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  • Ethical approaches and autonomous systems
    Artif. Intell. (IF 4.483) Pub Date : 2020-01-21
    T.J.M. Bench-Capon

    In this paper we consider how the three main approaches to ethics – deontology, consequentialism and virtue ethics – relate to the implementation of ethical agents. We provide a description of each approach and how agents might be implemented by designers following the different approaches. Although there are numerous examples of agents implemented within the consequentialist and deontological approaches, this is not so for virtue ethics. We therefore propose a novel means of implementing agents within the virtue ethics approach. It is seen that each approach has its own particular strengths and weaknesses when considered as the basis for implementing ethical agents, and that the different approaches are appropriate to different kinds of system.

  • Epistemic graphs for representing and reasoning with positive and negative influences of arguments
    Artif. Intell. (IF 4.483) Pub Date : 2020-01-13
    Anthony Hunter; Sylwia Polberg; Matthias Thimm

    This paper introduces epistemic graphs as a generalization of the epistemic approach to probabilistic argumentation. In these graphs, an argument can be believed or disbelieved up to a given degree, thus providing a more fine–grained alternative to the standard Dung's approaches when it comes to determining the status of a given argument. Furthermore, the flexibility of the epistemic approach allows us to both model the rationale behind the existing semantics as well as completely deviate from them when required. Epistemic graphs can model both attack and support as well as relations that are neither support nor attack. The way other arguments influence a given argument is expressed by the epistemic constraints that can restrict the belief we have in an argument with a varying degree of specificity. The fact that we can specify the rules under which arguments should be evaluated and we can include constraints between unrelated arguments permits the framework to be more context–sensitive. It also allows for better modelling of imperfect agents, which can be important in multi–agent applications.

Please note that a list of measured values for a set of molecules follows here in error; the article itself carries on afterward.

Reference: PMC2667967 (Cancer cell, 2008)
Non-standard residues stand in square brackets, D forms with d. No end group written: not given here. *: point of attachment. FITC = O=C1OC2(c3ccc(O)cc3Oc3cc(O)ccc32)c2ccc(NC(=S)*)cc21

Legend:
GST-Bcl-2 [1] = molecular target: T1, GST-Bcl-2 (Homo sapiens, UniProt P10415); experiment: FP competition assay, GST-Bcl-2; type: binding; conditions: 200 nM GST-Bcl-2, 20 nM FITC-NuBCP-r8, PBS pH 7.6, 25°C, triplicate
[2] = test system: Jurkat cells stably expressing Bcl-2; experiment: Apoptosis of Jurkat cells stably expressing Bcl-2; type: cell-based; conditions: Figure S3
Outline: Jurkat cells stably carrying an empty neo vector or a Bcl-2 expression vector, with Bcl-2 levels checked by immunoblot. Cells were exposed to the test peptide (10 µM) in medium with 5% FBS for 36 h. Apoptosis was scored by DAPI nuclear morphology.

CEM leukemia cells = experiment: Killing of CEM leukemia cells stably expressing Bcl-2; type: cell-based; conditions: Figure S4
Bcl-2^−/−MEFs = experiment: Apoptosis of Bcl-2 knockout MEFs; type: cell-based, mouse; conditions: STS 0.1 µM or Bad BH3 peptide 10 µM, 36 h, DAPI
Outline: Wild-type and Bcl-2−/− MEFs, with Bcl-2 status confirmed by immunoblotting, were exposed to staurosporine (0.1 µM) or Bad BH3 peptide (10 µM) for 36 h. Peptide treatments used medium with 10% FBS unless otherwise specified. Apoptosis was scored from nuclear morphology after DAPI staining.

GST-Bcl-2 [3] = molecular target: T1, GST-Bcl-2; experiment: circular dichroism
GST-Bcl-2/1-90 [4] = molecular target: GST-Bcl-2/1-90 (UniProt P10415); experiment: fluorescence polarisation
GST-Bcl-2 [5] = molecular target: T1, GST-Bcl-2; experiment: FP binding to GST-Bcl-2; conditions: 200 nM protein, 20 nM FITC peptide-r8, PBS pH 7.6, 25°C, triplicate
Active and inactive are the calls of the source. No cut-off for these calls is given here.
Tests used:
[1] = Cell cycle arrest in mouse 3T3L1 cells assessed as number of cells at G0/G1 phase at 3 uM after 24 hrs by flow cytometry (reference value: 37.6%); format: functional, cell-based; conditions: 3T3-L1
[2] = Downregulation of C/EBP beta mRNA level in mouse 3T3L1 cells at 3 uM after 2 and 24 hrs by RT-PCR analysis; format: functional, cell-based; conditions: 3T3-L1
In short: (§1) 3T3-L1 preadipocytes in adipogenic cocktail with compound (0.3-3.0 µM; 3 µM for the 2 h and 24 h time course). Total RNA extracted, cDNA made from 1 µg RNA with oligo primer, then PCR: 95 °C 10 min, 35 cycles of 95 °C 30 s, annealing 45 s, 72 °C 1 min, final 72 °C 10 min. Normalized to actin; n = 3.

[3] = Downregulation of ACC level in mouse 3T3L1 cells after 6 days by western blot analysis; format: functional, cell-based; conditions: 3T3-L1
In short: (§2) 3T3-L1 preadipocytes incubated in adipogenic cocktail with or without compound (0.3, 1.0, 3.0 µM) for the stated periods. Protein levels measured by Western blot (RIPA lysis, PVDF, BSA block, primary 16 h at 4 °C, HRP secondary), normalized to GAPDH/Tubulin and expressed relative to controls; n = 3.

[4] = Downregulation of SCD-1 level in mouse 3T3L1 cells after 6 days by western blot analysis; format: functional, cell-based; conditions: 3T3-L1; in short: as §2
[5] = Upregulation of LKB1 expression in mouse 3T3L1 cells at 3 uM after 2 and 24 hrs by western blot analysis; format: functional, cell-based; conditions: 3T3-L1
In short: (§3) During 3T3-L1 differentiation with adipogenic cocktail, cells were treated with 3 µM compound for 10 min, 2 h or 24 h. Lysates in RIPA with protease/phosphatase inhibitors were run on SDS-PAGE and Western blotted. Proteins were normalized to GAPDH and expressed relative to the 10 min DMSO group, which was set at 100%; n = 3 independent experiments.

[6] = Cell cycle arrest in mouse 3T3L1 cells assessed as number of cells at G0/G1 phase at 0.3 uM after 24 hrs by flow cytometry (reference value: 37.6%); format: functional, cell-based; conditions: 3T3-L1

• Story embedding: Learning distributed representations of stories based on character networks
    Artif. Intell. (IF 4.483) Pub Date : 2020-01-13
    O-Joun Lee; Jason J. Jung

    This study aims to learn representations of stories in narrative works (i.e., creative works that contain stories) using fixed-length vectors. Vector representations of stories enable us to compare narrative works regardless of their media or formats. To computationally represent stories, we focus on social networks among characters (character networks). We assume that the structural features of the character networks reflect the characteristics of stories. By extending substructure-based graph embedding models, we propose models to learn distributed representations of character networks in stories. The proposed models consist of three parts: (i) discovering substructures of character networks, (ii) embedding each substructure (Char2Vec), and (iii) learning vector representations of each character network (Story2Vec). We find substructures around each character in multiple scales based on proximity between characters. We suppose that a character's substructures signify its ‘social roles’. Subsequently, a Char2Vec model is designed to embed a social role based on co-occurred social roles. Since character networks are dynamic social networks that temporally evolve, we use temporal changes and adjacency of social roles to determine their co-occurrence. Finally, Story2Vec models predict occurrences of social roles in each story for embedding the story. To predict the occurrences, we apply two approaches: (i) considering temporal changes in social roles as with the Char2Vec model and (ii) focusing on the final social roles of each character. We call the embedding model with the first approach ‘flow-oriented Story2Vec.’ This approach can reflect the context and flow of stories if the dynamics of character networks is well understood. Second, based on the final states of social roles, we can emphasize the denouement of stories, which is an overview of the static structure of the character networks. We name this model as ‘denouement-oriented Story2Vec.’ In addition, we suggest ‘unified Story2Vec’ as a combination of these two models. We evaluated the quality of vector representations generated by the proposed embedding models using movies in the real world.